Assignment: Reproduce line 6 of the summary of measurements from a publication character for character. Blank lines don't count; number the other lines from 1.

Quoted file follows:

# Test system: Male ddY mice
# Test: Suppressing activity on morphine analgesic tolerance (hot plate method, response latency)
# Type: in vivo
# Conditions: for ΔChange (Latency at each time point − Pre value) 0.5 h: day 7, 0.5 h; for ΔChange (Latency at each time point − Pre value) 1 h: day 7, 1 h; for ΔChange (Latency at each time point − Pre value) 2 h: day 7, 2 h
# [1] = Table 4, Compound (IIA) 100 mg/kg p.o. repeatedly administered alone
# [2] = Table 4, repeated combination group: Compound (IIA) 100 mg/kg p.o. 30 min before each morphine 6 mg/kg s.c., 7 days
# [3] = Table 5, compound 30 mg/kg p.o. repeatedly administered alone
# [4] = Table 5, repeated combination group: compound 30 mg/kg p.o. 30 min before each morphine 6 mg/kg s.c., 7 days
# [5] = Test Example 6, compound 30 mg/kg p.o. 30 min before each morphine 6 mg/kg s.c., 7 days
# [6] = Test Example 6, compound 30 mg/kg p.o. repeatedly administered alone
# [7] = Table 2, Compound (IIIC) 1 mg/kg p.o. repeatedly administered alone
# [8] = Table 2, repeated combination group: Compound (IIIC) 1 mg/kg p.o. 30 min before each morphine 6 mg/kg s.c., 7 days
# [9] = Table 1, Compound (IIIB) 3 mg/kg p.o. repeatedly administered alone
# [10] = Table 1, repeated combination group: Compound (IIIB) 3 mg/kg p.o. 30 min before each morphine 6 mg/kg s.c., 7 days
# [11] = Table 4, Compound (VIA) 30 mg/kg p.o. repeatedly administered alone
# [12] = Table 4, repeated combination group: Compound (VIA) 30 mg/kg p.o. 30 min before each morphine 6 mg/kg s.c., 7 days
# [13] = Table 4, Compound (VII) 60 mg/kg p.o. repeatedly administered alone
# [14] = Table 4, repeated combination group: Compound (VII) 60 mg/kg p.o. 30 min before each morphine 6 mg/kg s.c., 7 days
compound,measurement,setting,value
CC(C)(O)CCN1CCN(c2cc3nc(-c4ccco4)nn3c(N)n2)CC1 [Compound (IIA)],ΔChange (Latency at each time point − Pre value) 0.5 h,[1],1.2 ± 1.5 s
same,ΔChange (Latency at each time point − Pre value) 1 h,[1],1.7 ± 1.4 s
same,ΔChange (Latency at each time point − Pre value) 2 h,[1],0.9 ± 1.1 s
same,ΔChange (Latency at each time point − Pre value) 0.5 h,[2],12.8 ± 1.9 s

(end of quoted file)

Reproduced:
# [2] = Table 4, repeated combination group: Compound (IIA) 100 mg/kg p.o. 30 min before each morphine 6 mg/kg s.c., 7 days